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Recent Tragic Events

Also see Sharon's review of Back of the Throat

Nathan Burgess, Dawn Burgess and Drake Simpson
September 12, 2001 - a day when most Americans not directly affected by the events of September 11 attempted to go about their business with a semblance of normality while still trying to come to grips with the myriad ways in which their lives had been irrevocably changed.

In Craig Wright's Recent Tragic Events, a couple meets on that day for a blind date they'd previously scheduled. When Andrew knocks on the door of Waverly's Minneapolis apartment, Waverly still hasn't heard from her sister, Wendy, who lives in New York. Waverly gamely tries to proceed with the date, but every time the phone rings, she becomes the concerned sister who hopes like hell that this is the call that will tell her everything is all right. Ultimately, Waverly suggests they move the date to her apartment so she can wait by the phone. She invites Andrew to sit beside her on the couch and hold her hand, not in a "date way," but as another human being. And that is where Recent Tragic Events finds them - as people who have thrown off the trappings of "first date behavior" for the more intimate connections of human beings trying to make some sense out of the previous day's tragedy.

But what makes Recent Tragic Events an involving piece of theatre is that, before the show, an audience member is asked to flip a coin. The result of the coin toss, we are told, will affect the play. During the play, certain events will occur (or won't occur, or will occur differently) as a result of the coin flip. And each time such an event happens, a soft, almost-scientific tone will sound - alerting the audience that what we have just seen would have been different had the coin fallen the other way.

This device has a remarkable effect. Each time the tone sounds, it invites you to speculate on what the other coin-flip would have produced. How would this have been different? How will this choice play out for the rest of the play? And, what's more, you might start speculating about what other events in the play will prompt that tone. Will Wendy's fate be determined by a coin toss?

As the play proceeds, Andrew and Waverly are joined by Ron, Waverly's annoying neighbor (whose obvious friendship with Waverly is something Andrew had never planned on having to compete with) and Nancy, a nearly catatonic woman who wears nothing but a T-shirt and sits staring blankly (through her fallen hair) at the mind-numbing televised repetitions of the attacks on the World Trade Center.

But something else happens in the second act - the concepts and concerns that may have been floating around the audience's heads thanks to the coin-toss-generated tones now become explicit. The play adds in a visit from author Joyce Carol Oates (played by a sock puppet on the hand of the actress playing Nancy - don't ask; it works) and the fivesome finds themselves discussing free will and determinism. Were the events that put Andrew at Waverly's door that night simply a random series of unlikely events resulting from the exercise of free will? Or did Andrew, Waverly, and everyone else simply think they were acting independently, only to find themselves in the situation in which they had always been fated to be? And once you think you might have figured that one out with respect to the coincidence that Andrew and Waverly fill their bookshelves with exactly the same books, the play raises the questions with more important events - the events of September 11 and whether Wendy did or did not find herself in harm's way.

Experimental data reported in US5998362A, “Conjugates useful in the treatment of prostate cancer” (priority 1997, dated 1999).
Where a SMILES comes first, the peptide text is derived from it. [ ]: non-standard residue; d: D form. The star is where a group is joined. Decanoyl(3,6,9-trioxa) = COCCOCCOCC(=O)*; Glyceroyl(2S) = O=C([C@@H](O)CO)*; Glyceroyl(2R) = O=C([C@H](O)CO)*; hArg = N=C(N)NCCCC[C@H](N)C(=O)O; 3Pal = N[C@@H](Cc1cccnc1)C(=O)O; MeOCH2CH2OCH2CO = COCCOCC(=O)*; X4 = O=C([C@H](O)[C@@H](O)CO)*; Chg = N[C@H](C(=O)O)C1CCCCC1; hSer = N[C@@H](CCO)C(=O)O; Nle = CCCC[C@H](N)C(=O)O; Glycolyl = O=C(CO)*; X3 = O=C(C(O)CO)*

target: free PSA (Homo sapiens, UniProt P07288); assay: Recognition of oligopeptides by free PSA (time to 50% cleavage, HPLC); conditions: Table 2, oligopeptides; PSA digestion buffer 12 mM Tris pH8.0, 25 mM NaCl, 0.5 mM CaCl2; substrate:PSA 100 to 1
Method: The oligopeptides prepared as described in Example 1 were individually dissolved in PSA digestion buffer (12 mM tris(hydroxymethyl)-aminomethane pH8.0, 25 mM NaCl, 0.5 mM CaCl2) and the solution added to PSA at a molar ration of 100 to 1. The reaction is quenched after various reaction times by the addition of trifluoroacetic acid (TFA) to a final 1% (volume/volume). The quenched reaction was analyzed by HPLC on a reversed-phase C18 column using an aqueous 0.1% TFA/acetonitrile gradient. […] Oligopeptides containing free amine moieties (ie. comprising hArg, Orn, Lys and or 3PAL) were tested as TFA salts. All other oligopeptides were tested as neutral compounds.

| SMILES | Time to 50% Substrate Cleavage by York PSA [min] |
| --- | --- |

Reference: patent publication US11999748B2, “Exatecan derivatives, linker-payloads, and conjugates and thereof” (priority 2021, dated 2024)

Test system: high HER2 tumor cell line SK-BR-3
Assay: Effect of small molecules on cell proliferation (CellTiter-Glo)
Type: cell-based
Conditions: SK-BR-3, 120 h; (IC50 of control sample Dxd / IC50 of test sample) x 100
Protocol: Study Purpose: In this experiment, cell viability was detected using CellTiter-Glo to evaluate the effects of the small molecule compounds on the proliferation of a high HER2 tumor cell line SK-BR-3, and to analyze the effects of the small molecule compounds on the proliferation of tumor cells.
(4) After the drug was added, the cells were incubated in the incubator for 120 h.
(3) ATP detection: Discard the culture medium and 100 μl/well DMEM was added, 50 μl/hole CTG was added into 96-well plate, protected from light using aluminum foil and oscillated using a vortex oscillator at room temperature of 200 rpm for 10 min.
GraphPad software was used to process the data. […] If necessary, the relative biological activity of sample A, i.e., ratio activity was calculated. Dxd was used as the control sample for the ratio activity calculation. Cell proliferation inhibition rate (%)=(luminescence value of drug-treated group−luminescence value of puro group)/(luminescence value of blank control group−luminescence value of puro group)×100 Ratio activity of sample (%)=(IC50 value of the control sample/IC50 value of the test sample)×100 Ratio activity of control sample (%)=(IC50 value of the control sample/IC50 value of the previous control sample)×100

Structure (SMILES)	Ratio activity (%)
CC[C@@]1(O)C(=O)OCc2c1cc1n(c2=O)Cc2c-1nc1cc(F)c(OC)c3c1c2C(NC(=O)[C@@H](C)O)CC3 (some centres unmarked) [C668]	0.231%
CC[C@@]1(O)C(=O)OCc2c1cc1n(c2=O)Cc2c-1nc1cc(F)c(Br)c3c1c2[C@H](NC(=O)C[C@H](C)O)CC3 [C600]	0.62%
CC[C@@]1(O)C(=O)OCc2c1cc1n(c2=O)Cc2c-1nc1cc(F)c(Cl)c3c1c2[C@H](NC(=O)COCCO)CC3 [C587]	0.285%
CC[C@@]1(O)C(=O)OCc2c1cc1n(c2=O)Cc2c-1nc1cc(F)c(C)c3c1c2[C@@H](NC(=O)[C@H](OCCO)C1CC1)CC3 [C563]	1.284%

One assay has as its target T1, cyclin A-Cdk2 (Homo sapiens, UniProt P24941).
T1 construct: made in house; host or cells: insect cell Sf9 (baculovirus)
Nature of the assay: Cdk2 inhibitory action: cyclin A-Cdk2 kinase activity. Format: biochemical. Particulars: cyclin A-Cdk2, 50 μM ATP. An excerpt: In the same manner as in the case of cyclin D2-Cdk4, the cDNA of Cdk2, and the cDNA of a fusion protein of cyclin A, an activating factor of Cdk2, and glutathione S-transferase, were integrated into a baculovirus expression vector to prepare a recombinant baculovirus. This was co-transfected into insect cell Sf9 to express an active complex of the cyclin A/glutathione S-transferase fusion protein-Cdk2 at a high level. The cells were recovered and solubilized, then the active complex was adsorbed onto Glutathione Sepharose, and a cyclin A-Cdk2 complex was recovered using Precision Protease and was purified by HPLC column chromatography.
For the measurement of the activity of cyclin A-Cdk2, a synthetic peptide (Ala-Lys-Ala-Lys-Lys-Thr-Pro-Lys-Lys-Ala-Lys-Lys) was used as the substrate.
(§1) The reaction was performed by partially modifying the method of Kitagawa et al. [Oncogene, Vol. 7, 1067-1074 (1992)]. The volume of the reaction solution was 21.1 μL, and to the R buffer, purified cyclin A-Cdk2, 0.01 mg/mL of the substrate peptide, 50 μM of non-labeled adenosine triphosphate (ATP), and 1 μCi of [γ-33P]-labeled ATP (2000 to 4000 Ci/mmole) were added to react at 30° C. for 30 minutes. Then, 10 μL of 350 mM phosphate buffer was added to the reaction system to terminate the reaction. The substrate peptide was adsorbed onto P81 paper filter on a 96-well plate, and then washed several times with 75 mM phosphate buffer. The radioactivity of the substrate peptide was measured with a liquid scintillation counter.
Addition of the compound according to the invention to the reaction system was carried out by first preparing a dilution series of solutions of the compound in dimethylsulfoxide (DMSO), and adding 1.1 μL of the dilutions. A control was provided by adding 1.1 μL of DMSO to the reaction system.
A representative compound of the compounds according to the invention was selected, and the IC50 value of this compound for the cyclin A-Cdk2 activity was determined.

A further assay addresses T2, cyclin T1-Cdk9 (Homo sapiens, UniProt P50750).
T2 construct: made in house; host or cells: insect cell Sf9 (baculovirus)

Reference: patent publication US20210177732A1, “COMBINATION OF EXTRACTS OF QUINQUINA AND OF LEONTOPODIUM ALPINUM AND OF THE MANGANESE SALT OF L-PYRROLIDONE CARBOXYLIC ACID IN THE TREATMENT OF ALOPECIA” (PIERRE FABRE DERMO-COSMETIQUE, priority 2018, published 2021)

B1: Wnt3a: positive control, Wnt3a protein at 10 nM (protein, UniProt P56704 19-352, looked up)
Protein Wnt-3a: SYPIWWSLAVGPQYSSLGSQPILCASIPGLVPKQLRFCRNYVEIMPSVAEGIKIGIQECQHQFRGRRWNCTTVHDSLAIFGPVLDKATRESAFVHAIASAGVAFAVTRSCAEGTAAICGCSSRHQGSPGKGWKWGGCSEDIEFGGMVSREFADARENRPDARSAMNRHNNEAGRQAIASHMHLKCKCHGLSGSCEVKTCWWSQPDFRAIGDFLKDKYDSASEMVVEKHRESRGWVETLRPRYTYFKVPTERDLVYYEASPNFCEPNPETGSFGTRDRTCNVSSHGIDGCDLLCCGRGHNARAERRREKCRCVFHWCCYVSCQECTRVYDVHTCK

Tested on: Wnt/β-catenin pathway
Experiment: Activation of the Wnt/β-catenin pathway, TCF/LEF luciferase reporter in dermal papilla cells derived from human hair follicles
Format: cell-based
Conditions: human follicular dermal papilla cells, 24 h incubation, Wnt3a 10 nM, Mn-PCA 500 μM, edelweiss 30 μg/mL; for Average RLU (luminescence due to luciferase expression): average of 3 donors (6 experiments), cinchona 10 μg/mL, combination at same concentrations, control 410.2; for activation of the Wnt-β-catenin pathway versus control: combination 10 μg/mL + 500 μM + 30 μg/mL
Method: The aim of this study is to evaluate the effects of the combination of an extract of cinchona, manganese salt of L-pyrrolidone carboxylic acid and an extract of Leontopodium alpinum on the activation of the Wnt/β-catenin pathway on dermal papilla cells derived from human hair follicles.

The superb cast keeps Wright's smart play on target, creating real characters whose future we care about. Dawn Burgess delivers up a Waverly who (with the help of a drinking game) tries her best to have a good time, while never really losing track of her fear for her missing sister. Burgess's real-life husband Nathan Brooks Burgess gives an almost delicate portrayal of her date, a man who is so overwhelmed by how perfect Waverly seems, he makes a quick run for the door the first time Waverly leaves him alone. Drake Simpson's Ron makes the audience immediately dislike him by injecting himself into Waverly and Andrew's date, but he also shows himself capable of holding his ground in a philosophical debate with Joyce Carol Oates. And Tara Orr pulls off perhaps the most difficult job - giving the sock puppet sufficient gravitas and intelligence that we actually accept it as Joyce Carol Oates.

Credit should also be given to Stuart Rogers for expertly directing this cast through this play in a way that raises questions in the audience's minds without ever sounding preachy. It's a thought-provoking play that leaves its mark. Of course, if you hear a tone after reading this review, perhaps it wouldn't necessarily have been.

Recent Tragic Events continues at Theatre Tribe through July 22, 2006. For information, see

Theatre Tribe presents Recent Tragic Events by Craig Wright. Directed by Stuart Rogers. Assistant Director Brice Williams; Producers David P. Kronmiller and Billy Minogue; Stage Manager Daston Kalili; Backup Stage Manager Jen McLean; Set Designer Jeff McLaughlin; Lighting Designer Luke Moyer; Sound Designer David Kronmiller; Publicist David Elzer, Demand PR; Technical Director Doug Lowry; Graphic Designer Sara Shapley; Original Set Artwork Elizabeth O'Brick and Ellen Mattesi.

Stage Manager - Kyle Colerider-Krugh
Waverly - Dawn Burgess
Andrew - Nathan Brooks Burgess
Ron - Drake Simpson
Nancy & Joyce Carol Oates - Tara Orr

Photo: Sara Shapley

- Sharon Perlmutter

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